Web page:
Final Weekend to see “Anne of Green Gables”

Talented actors featured in WRP’s ‘Anne of Green Gables’

9/19/2019 – West Side Leader
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By David Ritchey

Molly Kessler (Anne), at left, and Tenley Stitzer (Diana) star in Western Reserve Playhouse’s “Anne of Green Gables.”
Photo: Chris Douglas

BATH — “Anne of Green Gables” has been a favorite of young girls since 1908, when Lucy Maud Montgomery wrote the novel of the adventures of Anne Shirley. Joseph Robinette adapted the novel to the stage.Now, Western Reserve Playhouse (WRP) is staging the show through Sept. 28. On opening night Sept. 13, the show attracted almost a capacity audience.

The story concerns siblings Marilla Cuthbert (Harriet DeVeto) and Matthew Cuthbert (Stephen Morse), who made plans to adopt a boy who could help them with their farm. What they got was orphan Anne Shirley (Molly Kessler) and a world of adventures with their new daughter.

The play is episodic — the program lists 23 scenes. But overall, the story deals with Anne’s adapting to her new parents and their adapting to her. A second story arc concerns Anne’s success in school. Anne is competitive with Gilbert Blythe (James Patrick). By the end of the play, they embrace (remember it’s 1908) and we have the promise they might live happily ever after.

In one humorous scene, Anne invites her classmate Diana Barry (Tenley Stitzer) to tea. But Anne accidently serves her friend several glasses of homemade wine and gets her very drunk.

The play is gentle and kind. Problems are solved quickly, although not always quietly.

The script has 21 actors playing about 30 characters. With that many characters, the story is sure to be long. On opening night, the performance ran 2-1/2 hours, with one intermission.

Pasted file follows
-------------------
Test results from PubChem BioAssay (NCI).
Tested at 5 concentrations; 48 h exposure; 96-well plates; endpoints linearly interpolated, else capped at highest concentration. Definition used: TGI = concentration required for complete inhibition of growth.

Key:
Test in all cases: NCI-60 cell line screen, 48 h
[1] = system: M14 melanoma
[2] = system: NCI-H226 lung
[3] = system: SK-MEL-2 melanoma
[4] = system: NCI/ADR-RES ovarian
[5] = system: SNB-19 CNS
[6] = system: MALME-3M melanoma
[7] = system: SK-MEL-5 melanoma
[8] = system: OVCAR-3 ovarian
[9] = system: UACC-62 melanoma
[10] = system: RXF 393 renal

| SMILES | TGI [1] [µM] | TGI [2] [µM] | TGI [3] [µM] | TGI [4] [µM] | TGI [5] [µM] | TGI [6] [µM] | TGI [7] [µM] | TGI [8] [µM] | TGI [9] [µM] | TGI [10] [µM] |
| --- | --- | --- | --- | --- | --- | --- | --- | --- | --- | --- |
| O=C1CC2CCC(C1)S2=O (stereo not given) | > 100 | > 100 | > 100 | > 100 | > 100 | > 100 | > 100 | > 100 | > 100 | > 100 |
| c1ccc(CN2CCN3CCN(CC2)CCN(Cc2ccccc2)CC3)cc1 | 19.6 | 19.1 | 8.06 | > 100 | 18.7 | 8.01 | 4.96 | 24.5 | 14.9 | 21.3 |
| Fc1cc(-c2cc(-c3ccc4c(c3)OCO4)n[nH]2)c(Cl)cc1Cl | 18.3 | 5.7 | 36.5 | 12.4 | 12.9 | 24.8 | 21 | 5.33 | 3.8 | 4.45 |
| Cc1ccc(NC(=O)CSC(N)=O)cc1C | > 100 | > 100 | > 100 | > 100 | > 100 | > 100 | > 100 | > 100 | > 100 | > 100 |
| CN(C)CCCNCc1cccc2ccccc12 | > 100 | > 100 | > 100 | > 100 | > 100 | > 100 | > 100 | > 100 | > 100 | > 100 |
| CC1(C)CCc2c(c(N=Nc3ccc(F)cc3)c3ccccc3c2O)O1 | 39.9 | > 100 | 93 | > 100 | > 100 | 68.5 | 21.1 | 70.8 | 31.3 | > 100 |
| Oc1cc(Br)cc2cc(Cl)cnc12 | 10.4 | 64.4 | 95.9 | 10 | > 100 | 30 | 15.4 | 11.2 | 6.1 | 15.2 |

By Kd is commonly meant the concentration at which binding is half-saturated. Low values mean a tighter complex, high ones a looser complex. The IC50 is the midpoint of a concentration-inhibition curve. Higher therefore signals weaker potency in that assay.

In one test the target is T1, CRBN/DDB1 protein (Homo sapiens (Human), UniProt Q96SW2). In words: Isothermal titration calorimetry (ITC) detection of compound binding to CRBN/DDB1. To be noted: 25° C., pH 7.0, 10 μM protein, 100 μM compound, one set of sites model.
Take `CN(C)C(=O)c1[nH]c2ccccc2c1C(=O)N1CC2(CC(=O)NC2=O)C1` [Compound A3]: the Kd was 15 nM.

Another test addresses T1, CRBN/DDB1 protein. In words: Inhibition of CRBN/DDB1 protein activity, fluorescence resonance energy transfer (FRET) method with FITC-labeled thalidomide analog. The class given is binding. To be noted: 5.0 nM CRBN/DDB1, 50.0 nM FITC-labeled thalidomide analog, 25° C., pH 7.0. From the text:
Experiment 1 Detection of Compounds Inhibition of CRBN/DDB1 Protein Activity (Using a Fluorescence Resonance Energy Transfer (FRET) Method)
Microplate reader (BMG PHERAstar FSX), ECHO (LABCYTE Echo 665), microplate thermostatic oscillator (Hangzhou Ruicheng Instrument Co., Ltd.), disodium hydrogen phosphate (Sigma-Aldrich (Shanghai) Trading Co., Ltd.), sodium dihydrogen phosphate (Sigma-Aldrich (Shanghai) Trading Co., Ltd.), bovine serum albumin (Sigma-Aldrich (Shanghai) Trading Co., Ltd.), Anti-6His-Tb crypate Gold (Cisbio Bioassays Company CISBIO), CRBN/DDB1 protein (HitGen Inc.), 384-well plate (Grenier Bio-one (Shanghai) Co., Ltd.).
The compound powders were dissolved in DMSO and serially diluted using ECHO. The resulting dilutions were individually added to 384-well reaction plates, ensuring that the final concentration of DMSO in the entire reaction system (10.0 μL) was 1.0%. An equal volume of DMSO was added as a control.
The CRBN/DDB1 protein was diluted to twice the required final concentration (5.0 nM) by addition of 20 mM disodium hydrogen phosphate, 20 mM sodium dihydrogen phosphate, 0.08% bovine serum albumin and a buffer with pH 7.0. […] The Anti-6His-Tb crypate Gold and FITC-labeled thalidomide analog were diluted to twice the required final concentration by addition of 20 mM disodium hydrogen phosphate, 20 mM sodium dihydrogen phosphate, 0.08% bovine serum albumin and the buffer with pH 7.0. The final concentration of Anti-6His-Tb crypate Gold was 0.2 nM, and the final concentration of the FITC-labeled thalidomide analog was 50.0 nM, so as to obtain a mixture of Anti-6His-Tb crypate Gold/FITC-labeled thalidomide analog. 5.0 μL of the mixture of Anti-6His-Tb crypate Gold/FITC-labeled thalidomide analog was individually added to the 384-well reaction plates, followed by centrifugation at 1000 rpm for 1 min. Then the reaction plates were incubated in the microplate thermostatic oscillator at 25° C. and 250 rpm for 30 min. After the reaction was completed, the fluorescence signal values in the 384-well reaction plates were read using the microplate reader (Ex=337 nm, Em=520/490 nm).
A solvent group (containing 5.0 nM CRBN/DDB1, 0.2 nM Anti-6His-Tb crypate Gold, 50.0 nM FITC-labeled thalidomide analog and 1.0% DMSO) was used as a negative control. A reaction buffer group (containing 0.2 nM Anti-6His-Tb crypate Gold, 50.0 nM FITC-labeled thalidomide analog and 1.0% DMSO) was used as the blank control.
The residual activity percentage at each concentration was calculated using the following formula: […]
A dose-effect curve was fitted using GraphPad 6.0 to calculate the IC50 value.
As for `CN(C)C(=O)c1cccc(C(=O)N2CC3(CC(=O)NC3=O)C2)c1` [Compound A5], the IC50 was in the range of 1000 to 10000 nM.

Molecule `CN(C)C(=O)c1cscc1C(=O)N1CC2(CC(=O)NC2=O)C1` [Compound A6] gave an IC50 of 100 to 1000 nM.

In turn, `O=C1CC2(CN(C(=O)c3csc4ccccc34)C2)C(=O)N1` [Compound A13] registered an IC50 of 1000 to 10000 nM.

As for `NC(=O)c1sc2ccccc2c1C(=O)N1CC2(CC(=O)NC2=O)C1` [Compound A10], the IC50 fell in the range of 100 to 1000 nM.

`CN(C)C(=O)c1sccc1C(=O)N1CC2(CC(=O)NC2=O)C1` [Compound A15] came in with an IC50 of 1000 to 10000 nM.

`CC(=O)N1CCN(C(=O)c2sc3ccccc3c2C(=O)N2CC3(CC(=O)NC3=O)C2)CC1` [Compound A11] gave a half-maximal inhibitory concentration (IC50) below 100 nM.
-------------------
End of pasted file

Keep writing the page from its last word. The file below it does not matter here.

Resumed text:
Director Brianna Joi could have shortened the production by helping the cast pick up their cues faster and by making the scene changes move faster. Each of the 23 scenes requires a set change, and those set changes move too slowly. By having a technical crew, Joi could have cut some of the running time.

Kessler makes Anne a delight. She could be heard from the back row (where I sat for the first act).

As always, DeVeto contributed her experience and skills to the production. She seems to pull the younger cast members along — they should learn from working with this talented performer.

Patrick has developed a good deal as a performer since his first production, “Lost in Yonkers,” at WRP.

Stitzer, in her first role at WRP, created a memorable character. She plays comedy well and we should look forward to seeing her in other productions.

Some of the performers did not speak to the whole audience. They need to know the audience absorbs much of the sound. WRP is a small theater and any of us could speak loudly enough to be heard back at the concession stand.

For tickets, call 330-620-7314 or visit


David Ritchey has a Ph.D. in communications and is a professor emeritus of communications at The University of Akron. He is a member of the American Theatre Critics Association and the Cleveland Critics Circle.

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